Friday, March 22, 2019

Liner Notes for In At The Kill

The notes for my story In At The Kill, the fourth entry in my Tapping The Admiral sequence.


So let’s be clear on this. In the 18th century women couldn’t be doctors (though see James Barry for an exceptional story so extraordinary that I would hesitate to use it even in my fantastic version). But then again, neither could most men. Most medical practitioners had not studied at medical school. Lizzie O’Leary is quite over-qualified to be the surgeon on a Royal Naval ship.

My version of the Napoleonic Wars has gone on so long and swept up so many men that, like in WW1 and WW2, women have had to take up the slack. This did take place in reality, though mostly at the bottom end of society, which was still agrarian in nature. Women whose husbands were serving away from home and widows did take over businesses and households, yet this was a change in degree, not kind from pre-war practices.

Treatment for venereal disease was stopped out of sailors’ pay, so we have good data on the rate in the Royal Navy. At the time it was considered an indication of the happiness of a ship.

Finally we have the arrival on stage of The Generalissimo, The Lord Protector etc. The fantasy equivalent of Napoleon in this world. And, despite his magic pistols, I immediately take him off the board. Because this isn’t supposed to be a fantasy Napoleonic War saga; the war has frankly gone on too long already. It’s time to send my characters further out into the world, to find some of the strangeness that lurks on the far side.

Thursday, March 21, 2019

I Read Books: No Wind of Blame

No Wind Of Blame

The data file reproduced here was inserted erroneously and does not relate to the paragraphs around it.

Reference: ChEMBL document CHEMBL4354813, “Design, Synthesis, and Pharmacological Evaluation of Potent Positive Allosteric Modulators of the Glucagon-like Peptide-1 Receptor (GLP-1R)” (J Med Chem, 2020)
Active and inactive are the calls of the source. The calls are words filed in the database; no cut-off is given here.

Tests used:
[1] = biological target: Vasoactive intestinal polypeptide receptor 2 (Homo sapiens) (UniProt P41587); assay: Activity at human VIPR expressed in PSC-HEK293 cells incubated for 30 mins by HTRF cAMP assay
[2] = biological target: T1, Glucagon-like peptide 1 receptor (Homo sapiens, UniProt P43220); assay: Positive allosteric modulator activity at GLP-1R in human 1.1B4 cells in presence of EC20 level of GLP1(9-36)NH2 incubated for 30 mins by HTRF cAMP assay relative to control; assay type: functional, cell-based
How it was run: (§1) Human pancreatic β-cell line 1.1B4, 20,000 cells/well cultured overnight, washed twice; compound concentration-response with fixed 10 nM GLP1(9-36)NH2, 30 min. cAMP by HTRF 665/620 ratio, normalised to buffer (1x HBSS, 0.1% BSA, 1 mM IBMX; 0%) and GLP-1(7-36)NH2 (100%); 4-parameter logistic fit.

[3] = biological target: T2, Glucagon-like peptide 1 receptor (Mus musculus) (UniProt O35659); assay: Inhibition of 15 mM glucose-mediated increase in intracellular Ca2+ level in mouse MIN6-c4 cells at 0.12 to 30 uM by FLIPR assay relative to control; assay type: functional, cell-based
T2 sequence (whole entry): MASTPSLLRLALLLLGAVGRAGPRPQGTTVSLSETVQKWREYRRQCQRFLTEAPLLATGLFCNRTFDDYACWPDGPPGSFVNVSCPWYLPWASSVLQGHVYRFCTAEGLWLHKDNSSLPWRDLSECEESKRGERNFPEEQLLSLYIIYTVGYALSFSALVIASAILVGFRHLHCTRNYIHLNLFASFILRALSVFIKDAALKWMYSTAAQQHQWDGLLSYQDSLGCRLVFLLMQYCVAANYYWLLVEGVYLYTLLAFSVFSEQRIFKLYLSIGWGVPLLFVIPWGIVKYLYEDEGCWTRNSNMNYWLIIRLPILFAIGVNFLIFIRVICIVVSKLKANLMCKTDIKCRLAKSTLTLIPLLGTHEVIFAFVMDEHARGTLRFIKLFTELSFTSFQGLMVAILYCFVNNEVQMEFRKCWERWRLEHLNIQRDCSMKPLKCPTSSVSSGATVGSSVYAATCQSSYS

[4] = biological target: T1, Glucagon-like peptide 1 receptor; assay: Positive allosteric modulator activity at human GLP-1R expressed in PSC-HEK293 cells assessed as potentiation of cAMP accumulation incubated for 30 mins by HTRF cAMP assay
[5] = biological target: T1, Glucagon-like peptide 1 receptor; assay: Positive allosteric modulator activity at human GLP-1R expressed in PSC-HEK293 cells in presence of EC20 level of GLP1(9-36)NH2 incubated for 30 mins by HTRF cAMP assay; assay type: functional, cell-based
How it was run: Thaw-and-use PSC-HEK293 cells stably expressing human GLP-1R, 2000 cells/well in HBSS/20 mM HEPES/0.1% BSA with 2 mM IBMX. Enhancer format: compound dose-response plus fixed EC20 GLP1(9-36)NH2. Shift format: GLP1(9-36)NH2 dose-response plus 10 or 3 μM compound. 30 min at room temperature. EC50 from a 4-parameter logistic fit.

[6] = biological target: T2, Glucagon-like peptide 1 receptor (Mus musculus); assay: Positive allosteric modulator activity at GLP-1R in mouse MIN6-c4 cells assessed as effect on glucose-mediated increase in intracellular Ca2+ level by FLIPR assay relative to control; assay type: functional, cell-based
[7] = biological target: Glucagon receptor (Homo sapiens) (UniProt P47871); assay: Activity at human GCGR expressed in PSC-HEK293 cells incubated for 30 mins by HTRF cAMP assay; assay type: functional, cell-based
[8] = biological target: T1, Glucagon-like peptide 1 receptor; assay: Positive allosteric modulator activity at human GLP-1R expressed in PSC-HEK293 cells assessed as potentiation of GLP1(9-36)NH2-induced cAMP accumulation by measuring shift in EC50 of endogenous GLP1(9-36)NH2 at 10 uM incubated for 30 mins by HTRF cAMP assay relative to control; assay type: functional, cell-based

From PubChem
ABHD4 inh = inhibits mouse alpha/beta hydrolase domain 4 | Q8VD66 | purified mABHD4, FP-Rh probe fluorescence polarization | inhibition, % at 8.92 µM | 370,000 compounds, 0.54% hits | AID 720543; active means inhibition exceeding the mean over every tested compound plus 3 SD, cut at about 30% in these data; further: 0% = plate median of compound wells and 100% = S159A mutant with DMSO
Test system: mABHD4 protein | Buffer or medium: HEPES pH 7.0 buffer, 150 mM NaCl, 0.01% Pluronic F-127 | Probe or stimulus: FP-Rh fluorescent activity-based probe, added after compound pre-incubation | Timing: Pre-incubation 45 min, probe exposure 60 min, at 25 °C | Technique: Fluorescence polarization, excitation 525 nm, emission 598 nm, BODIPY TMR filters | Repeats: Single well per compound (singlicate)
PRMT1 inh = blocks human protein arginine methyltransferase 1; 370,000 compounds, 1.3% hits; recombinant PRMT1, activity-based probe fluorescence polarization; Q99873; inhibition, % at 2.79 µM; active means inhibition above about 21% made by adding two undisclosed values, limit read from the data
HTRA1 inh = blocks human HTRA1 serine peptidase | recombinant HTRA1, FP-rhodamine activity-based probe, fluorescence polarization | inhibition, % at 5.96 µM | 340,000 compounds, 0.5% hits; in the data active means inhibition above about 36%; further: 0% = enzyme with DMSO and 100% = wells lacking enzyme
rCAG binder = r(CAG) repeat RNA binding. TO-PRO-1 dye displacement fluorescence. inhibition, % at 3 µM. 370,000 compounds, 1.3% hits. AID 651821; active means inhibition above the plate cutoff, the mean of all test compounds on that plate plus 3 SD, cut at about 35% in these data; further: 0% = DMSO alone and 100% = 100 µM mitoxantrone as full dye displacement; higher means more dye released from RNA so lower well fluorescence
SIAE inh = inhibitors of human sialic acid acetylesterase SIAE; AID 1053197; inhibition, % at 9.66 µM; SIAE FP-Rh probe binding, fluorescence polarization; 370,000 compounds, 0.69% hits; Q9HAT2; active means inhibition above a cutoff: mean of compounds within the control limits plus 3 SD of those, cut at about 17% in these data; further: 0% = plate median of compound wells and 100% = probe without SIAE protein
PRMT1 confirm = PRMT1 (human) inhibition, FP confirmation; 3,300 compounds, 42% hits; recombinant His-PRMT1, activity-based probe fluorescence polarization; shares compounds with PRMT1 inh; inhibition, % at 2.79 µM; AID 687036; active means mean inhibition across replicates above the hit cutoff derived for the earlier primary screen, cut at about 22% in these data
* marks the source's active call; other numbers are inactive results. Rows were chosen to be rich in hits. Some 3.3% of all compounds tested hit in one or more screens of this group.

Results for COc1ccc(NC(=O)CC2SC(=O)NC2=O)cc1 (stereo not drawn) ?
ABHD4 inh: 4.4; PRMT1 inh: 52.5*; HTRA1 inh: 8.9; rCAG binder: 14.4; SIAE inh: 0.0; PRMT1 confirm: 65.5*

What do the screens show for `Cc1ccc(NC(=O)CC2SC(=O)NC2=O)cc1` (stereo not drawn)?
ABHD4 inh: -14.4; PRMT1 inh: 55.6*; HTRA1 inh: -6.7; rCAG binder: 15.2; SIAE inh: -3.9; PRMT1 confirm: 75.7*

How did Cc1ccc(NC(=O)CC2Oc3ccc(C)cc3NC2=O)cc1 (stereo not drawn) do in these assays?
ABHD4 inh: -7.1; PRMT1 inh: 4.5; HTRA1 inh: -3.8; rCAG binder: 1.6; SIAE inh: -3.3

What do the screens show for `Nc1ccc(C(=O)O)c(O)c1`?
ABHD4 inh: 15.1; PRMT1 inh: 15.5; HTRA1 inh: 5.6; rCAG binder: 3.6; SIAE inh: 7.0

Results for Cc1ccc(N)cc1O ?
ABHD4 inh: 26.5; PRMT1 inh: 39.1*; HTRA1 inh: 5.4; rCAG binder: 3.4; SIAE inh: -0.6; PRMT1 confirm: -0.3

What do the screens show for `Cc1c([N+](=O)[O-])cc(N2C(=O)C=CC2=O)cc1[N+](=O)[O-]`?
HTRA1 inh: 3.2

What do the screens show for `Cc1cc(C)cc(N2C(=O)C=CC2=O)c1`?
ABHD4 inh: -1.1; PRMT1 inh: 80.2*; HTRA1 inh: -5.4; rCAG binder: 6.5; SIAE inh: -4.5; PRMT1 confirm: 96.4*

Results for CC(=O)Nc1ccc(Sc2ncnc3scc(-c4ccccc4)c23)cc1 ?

The second husband of a rich ex-actress is murdered. There are a cast of suspects of varying degrees of terribleness. There’s a slightly impractical gadget. There’s a discussion of wills and inheritances and motives. Two couples get together.

This is a very funny golden age mystery from Georgette Heyer. And having said that there’s a few flaws – despite an international angle in the person of an exiled Russian Prince and a Scotland Yard detective brought out in the countryside, there’s little acknowledgement of the outside world. Or rather, there’s only enough of it to impinge on fashion and money. Which is fine! But it was published in 1939, and the outside world is going to make itself known. It’s a bit of unintended dramatic irony.

Read This: For a fun murder mystery, with a sharp eye for snobbery and class distinctions
Don’t Read This: If horrible people behaving badly and being killed is not your cup of tea

Wednesday, March 20, 2019

I Watch Films: Rampage


A giant gorilla, a giant wolf and a giant alligator go on a rampage and try to destroy Chicago. The Rock has to try and stop them, complicated by the fact that the gorilla is his friend. It’s based on a series of video games!

This is extremely stupid, especially when it tries to talk about science. Fortunately the heroes have charisma, the villains are hilarious and the monsters are suitably monstrous. A candidate for movie of the year?

No, no it isn’t.

Watch This:
For 3 giant monsters trying to destroy Chicago
Don’t Watch This: For a clever or interesting plot
A Note: That this is the last film I watched in 2018, bringing my film blogging for the year to a belated close.

Tuesday, March 19, 2019

I Read Stories: A Priest of Vast and Distant Places

A Priest of Vast and Distant Places by Cassandra Khaw

The narrator is a priest to aeroplanes, or perhaps a priest of aeroplanes. The planes are gods, but bound ones, and needy ones. It is a story about love and family and sacrifice. And about the secret events that take place in the air.